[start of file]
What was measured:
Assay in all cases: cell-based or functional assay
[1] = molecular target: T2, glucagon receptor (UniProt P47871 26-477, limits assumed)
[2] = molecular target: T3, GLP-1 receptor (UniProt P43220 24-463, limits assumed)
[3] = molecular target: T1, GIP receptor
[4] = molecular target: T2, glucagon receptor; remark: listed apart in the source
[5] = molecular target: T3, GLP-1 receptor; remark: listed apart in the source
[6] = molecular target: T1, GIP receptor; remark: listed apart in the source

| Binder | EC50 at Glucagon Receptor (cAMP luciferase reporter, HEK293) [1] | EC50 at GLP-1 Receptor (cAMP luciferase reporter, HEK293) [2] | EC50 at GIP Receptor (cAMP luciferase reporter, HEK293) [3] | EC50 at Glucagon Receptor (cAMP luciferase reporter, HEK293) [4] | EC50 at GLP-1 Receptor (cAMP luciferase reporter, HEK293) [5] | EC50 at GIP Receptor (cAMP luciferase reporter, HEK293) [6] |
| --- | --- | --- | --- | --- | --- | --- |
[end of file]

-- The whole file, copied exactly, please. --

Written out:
What was measured:
Assay in all cases: cell-based or functional assay
[1] = molecular target: T2, glucagon receptor (UniProt P47871 26-477, limits assumed)
[2] = molecular target: T3, GLP-1 receptor (UniProt P43220 24-463, limits assumed)
[3] = molecular target: T1, GIP receptor
[4] = molecular target: T2, glucagon receptor; remark: listed apart in the source
[5] = molecular target: T3, GLP-1 receptor; remark: listed apart in the source
[6] = molecular target: T1, GIP receptor; remark: listed apart in the source

| Binder | EC50 at Glucagon Receptor (cAMP luciferase reporter, HEK293) [1] | EC50 at GLP-1 Receptor (cAMP luciferase reporter, HEK293) [2] | EC50 at GIP Receptor (cAMP luciferase reporter, HEK293) [3] | EC50 at Glucagon Receptor (cAMP luciferase reporter, HEK293) [4] | EC50 at GLP-1 Receptor (cAMP luciferase reporter, HEK293) [5] | EC50 at GIP Receptor (cAMP luciferase reporter, HEK293) [6] |
| --- | --- | --- | --- | --- | --- | --- |